Bitmap data and raster data is the format for displaying images as a cluster of pixels.
Images are digitized when photographed by a digital camera or scanned. Sampling and quantizing are required for digitizing analog content. Sampling is the breakdown of the image into pixel grids while quantizing is the addition of discrete values to the contrasting densities and color tones of the pixels. The resolution is determined in this process by adjusting the degree of sampling, and monochrome to full color images are reproduced by adjusting the amount of information contained in each pixel (color depth). The theoretical data size of a digitized image is calculated by multiplying the vertical pixel count, the horizontal pixel count and the color depth, and then dividing the product by 8 (the unit will be in bytes). Therefore, the data size will increase if the resolution or color depth increases, and decrease if these decrease.
Raster data is used in scanning-type input and output devices to clarify the way in which a row of pixels in a bitmap data is treated as single unit.
The resolution of an image data refers to how many pixels are sampled in 1 inch (25.4mm) and is expressed as dots per inch (dpi). Generally, images with a resolution of around 350dpi are used for printing while this is kept down to around 72dpi for Web use.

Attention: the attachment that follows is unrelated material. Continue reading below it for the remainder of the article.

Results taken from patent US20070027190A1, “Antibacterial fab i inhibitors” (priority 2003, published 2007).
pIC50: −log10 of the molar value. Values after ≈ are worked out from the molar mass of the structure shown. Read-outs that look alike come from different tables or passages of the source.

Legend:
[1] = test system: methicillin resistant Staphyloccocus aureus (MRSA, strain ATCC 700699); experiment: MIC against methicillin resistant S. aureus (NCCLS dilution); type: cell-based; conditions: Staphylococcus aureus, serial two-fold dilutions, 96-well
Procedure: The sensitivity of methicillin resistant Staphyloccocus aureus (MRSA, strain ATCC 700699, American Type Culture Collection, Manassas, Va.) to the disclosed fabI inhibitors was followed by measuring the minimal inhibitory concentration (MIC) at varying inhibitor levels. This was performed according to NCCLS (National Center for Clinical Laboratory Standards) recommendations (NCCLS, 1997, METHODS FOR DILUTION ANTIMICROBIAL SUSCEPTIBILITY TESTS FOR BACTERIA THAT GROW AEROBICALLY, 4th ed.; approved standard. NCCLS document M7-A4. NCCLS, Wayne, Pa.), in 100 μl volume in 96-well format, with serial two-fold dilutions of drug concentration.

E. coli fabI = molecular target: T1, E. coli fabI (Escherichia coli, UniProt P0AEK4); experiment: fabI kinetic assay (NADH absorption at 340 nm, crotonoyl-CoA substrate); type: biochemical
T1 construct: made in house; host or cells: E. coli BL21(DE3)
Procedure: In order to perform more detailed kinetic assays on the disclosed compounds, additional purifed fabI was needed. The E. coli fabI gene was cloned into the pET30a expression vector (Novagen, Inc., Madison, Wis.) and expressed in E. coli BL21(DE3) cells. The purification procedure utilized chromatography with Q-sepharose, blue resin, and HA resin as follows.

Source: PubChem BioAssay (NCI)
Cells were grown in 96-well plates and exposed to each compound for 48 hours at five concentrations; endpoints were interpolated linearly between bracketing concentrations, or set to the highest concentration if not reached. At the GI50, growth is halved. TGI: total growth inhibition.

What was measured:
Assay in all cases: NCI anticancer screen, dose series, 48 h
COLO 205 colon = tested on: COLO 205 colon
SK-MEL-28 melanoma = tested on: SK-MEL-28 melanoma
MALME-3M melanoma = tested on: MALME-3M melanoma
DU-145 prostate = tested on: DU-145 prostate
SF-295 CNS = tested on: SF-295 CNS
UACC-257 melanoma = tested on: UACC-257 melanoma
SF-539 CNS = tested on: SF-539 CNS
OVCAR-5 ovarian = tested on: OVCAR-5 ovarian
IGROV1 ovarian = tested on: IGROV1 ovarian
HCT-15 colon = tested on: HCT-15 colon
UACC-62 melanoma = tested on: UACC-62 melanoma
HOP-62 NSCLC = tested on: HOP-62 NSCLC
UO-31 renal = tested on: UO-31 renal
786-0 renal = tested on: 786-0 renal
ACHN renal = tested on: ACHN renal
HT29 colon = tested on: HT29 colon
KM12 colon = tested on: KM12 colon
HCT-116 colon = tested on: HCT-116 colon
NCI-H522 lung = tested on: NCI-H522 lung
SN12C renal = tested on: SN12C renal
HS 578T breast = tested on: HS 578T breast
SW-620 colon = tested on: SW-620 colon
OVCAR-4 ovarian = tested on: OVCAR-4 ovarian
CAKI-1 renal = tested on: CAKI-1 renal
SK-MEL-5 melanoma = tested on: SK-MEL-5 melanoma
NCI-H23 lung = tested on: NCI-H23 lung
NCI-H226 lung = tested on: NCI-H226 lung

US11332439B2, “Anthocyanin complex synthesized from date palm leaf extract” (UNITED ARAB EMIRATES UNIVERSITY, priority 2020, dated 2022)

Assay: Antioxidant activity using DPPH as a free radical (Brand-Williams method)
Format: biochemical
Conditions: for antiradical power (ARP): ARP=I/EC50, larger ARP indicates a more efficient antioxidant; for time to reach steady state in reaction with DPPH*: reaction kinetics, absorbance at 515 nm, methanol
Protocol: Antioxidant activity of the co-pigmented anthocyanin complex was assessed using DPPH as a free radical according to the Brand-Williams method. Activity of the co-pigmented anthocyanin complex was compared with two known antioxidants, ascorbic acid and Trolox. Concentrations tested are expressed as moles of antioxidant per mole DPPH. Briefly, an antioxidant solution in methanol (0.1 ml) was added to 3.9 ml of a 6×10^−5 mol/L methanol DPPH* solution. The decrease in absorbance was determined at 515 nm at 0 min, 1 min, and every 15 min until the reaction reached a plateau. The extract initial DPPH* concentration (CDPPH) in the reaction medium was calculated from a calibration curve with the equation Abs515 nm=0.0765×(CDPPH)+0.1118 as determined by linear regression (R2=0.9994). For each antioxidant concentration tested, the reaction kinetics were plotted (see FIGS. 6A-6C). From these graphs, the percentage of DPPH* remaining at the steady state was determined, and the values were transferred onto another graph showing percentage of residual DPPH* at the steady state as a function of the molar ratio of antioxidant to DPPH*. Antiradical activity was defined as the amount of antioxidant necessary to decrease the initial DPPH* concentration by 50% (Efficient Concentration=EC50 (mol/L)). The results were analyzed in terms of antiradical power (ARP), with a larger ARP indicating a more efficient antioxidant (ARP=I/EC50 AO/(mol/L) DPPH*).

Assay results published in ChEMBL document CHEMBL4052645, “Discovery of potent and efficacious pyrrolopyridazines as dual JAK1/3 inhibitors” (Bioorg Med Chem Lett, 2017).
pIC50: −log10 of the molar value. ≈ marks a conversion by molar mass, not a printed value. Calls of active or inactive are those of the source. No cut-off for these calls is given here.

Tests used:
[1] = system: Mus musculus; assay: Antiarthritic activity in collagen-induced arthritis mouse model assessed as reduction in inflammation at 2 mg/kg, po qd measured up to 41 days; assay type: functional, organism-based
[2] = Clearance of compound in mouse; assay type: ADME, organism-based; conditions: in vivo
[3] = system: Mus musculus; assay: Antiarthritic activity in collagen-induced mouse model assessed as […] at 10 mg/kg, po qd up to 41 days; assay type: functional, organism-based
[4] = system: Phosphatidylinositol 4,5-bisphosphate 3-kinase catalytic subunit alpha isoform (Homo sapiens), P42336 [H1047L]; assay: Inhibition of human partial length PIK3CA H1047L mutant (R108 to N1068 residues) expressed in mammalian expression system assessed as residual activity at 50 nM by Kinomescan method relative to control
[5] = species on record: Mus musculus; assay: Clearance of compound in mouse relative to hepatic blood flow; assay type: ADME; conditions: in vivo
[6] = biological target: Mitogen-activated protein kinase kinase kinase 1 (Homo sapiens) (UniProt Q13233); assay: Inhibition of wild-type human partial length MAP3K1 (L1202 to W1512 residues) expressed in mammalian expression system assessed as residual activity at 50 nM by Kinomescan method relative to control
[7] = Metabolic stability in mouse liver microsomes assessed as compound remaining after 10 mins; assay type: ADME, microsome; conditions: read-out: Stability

A variety of file formats can be used to record image data on a medium, but an appropriate format must be selected according to its use and purpose, from uncompressed formats such as TIFF and BMP (or those with a lossless compression option) to JPEG and other lossy compression formats. Whichever format is used, the file can be used in paint-style image processing tools such as Photoshop from Adobe Systems or the free software, GIMP. However, care should be taken in how the images are used because there is no way of recovering the image quality once it has been degraded through editing and retouching.
The file size can vary depending on the size of the header section and the color palette or the amount of padding data, and may therefore be different from the theoretical value even when uncompressed.
- Partial enlarged view of image
- Photoshop (Adobe systems Incorporated)
- Glimp (Free Software)